Jump to content
Glen1980

Revit Hardware

Recommended Posts

Glen1980

We are just about to start a trial of Revit Architecture. Due to the small price difference I've convonced them to use the Premium Building Design Suite so we get full CAD as a fall back plus we can do som elight rendering for showing stuff to the boss.

 

Currently I have a HP Elite 8300 CMT that has an i5 processor and 8gb of RAM and a Quadro 600 that isn't on the Revit recommended list.

 

IT are sourcing me another 8 gigs of Ram and are looking at graphics cards for me. Its probably down to the Quadro K600 or the AMD firepro v4900 ATI Fire GL.

 

Does anyone have an opinion on which is the most suitable for Revit? I've looked at both of the manufacturers web pages and they don't make it easy to compare specs beyond memory capacity!

Share this post


Link to post
Share on other sites
f700es

In the same boat here Glen. I am getting a new pc for the other space manager here and it needs to run CAD and Revit. I am leaning towards a high end consumer desktop for the moment. We are tied into Dell and Lenovo. I am looking at a 4th gen core i7, 16gb ram, ssd and hdd mix. I am still not convinced that a quadro is the best solution for Revit and CAD. Maybe the Revit users can chime in and give us a run down of what they use.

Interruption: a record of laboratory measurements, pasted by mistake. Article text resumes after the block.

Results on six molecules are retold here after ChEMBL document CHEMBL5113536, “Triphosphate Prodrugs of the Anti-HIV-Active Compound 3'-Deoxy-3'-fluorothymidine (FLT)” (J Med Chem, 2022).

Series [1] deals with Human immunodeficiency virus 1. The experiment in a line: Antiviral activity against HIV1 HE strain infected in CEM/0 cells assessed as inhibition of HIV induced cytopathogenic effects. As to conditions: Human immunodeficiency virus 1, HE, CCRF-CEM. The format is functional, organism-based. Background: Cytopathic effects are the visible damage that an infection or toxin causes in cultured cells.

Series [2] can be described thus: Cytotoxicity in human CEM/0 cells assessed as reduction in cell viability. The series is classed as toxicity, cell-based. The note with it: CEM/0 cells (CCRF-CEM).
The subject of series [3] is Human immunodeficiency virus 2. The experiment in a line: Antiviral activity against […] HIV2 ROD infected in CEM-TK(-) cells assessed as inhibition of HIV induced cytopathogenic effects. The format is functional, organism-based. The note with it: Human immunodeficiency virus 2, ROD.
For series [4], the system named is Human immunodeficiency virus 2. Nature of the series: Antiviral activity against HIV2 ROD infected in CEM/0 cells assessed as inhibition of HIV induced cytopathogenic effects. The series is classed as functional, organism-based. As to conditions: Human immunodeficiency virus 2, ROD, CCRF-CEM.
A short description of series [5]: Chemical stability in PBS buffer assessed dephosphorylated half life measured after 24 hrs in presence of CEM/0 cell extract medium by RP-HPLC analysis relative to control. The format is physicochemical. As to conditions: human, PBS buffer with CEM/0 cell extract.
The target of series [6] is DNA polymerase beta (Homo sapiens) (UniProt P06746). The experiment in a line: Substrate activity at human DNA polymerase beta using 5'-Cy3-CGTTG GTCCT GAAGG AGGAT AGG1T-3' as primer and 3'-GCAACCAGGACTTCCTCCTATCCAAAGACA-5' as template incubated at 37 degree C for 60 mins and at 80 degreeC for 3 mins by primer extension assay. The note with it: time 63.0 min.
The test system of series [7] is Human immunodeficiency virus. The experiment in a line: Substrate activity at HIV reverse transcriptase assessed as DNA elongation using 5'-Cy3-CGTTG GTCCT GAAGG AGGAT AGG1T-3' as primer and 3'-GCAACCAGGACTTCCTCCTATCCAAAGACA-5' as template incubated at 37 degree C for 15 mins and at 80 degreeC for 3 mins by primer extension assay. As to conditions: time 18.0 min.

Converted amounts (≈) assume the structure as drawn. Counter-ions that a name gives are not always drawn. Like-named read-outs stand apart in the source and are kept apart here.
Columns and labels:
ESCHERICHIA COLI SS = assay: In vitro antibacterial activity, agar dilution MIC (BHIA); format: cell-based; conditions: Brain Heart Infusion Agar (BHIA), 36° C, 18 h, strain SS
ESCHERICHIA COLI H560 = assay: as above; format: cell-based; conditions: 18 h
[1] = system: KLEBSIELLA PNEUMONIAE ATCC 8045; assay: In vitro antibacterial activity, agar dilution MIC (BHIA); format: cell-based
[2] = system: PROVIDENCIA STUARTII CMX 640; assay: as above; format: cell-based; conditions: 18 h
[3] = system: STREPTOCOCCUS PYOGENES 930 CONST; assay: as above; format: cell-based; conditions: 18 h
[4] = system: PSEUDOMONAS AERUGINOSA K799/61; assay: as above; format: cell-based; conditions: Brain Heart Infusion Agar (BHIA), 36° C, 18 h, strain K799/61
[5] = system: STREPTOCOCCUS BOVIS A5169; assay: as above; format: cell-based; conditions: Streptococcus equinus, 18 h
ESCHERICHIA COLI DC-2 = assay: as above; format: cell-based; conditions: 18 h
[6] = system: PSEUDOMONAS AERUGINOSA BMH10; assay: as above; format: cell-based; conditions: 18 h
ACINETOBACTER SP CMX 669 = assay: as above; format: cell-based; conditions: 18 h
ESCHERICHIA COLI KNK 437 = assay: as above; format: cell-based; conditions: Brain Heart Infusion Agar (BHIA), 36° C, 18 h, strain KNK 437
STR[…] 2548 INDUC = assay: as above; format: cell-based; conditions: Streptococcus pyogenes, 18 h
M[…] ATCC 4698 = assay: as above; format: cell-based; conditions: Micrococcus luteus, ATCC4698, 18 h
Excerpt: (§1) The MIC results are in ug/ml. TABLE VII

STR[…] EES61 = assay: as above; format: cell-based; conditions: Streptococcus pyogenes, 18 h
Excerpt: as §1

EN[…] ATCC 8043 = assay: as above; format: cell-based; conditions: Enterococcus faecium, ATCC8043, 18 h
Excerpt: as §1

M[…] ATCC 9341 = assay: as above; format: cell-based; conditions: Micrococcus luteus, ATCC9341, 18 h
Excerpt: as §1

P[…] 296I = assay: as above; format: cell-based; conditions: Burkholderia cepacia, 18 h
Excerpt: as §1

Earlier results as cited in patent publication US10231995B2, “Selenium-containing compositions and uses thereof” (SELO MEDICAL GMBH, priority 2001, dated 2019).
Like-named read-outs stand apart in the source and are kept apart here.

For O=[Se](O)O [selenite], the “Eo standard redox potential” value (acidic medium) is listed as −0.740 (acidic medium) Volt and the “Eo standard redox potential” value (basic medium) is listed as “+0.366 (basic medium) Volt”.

What I can tell you is to stay away from ATI like the plague.

Share this post


Link to post
Share on other sites
tzframpton

Best performance increase by far is a high-performance SSD drive. Get something that is rated in the 90,000 iops range, like this one. Just be sure your I.T. department understands that it needs to be a high-performance SSD and not a "regular" SSD, but a regular one still is much faster than a mechanical platter drive.